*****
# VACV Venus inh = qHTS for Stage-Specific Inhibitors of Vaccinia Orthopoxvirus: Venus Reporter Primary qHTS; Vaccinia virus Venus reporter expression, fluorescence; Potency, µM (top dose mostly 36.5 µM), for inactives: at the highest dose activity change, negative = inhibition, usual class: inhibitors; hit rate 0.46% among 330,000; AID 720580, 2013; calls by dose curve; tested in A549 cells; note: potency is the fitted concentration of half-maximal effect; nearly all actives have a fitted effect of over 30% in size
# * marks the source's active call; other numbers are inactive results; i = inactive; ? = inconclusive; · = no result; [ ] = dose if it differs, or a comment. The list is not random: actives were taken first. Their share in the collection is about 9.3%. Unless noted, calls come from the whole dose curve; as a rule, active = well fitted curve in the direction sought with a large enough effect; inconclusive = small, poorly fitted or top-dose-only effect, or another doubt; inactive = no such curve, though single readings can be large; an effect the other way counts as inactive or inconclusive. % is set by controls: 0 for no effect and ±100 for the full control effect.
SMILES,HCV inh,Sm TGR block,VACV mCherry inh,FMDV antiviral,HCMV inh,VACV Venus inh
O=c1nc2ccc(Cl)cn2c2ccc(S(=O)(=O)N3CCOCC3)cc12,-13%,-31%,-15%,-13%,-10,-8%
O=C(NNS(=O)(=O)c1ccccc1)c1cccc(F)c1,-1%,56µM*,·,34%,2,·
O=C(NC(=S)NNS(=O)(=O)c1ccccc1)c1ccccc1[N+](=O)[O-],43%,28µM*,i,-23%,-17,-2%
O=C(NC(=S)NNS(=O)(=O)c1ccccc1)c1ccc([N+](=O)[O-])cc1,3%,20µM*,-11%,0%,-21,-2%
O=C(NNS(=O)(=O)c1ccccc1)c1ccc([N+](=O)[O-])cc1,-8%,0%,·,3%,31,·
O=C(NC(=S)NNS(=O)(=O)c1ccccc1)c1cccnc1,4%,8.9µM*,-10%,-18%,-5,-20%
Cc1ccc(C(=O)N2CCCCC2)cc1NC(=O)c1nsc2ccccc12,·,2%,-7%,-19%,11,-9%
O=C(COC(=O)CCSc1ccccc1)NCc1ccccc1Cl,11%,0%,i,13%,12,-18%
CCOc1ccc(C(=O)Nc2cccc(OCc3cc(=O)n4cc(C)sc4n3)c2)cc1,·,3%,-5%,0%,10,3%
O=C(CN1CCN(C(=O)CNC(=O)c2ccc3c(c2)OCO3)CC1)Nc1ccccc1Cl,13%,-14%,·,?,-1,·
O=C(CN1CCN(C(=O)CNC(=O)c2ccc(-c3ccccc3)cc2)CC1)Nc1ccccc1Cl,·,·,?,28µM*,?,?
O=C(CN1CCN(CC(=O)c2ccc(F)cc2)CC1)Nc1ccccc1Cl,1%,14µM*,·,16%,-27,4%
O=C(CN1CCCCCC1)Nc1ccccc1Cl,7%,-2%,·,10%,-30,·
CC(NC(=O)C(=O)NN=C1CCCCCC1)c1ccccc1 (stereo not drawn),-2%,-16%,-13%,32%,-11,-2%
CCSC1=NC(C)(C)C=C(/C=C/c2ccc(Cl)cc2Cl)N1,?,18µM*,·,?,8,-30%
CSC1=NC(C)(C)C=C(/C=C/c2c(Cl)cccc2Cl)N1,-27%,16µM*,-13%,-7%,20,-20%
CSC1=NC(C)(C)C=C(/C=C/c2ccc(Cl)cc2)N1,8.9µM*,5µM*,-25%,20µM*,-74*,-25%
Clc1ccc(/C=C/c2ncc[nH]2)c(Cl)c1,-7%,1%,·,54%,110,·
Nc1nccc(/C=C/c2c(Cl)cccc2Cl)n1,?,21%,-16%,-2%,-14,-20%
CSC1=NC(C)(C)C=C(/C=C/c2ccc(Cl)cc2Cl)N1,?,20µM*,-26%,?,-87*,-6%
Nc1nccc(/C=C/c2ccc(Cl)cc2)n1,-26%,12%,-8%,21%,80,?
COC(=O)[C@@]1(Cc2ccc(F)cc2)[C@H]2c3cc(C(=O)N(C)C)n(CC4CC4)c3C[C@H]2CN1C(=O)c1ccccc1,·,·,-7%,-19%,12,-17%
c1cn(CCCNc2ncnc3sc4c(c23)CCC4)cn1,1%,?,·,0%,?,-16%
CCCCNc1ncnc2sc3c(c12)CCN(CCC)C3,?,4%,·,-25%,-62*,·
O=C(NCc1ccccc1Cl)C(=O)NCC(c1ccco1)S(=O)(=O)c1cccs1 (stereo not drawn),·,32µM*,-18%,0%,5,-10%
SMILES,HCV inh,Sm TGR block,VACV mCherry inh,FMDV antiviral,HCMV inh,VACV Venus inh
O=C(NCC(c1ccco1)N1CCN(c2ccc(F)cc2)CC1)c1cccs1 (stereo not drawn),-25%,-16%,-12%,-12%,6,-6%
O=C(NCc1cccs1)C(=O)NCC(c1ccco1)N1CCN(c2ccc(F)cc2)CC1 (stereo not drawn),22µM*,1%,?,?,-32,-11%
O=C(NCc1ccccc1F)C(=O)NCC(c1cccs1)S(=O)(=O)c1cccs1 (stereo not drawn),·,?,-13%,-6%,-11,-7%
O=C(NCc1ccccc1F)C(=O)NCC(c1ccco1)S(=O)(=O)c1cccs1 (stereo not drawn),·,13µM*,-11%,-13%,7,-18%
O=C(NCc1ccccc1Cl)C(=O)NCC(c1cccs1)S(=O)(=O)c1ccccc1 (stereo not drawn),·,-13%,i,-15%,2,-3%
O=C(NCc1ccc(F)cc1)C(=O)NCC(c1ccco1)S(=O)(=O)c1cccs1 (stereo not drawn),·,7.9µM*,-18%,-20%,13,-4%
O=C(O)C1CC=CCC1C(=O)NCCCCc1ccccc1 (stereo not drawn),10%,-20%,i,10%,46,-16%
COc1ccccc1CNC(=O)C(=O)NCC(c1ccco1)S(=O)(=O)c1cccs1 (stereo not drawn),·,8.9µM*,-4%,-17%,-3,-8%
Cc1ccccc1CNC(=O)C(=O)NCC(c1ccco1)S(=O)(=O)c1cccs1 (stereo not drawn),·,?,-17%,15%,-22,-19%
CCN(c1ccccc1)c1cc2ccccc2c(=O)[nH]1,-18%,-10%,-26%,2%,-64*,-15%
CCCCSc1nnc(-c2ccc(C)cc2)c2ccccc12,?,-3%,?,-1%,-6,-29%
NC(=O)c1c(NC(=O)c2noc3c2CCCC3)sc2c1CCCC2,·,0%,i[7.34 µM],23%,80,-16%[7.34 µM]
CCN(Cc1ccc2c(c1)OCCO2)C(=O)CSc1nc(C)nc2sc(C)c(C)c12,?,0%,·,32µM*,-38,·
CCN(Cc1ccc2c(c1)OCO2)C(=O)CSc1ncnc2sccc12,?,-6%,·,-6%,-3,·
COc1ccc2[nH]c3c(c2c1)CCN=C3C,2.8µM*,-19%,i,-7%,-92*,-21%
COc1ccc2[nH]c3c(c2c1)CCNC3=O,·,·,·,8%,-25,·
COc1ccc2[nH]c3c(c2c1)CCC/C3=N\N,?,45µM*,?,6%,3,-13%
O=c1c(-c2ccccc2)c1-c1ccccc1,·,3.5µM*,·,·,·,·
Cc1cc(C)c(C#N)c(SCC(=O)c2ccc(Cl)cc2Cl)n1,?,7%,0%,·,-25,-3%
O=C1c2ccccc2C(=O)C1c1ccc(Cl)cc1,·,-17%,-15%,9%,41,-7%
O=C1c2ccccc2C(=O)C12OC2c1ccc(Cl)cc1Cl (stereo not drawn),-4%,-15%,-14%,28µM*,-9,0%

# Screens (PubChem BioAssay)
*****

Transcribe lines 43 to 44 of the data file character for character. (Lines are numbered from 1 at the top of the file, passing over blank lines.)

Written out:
CCN(Cc1ccc2c(c1)OCO2)C(=O)CSc1ncnc2sccc12,?,-6%,·,-6%,-3,·
COc1ccc2[nH]c3c(c2c1)CCN=C3C,2.8µM*,-19%,i,-7%,-92*,-21%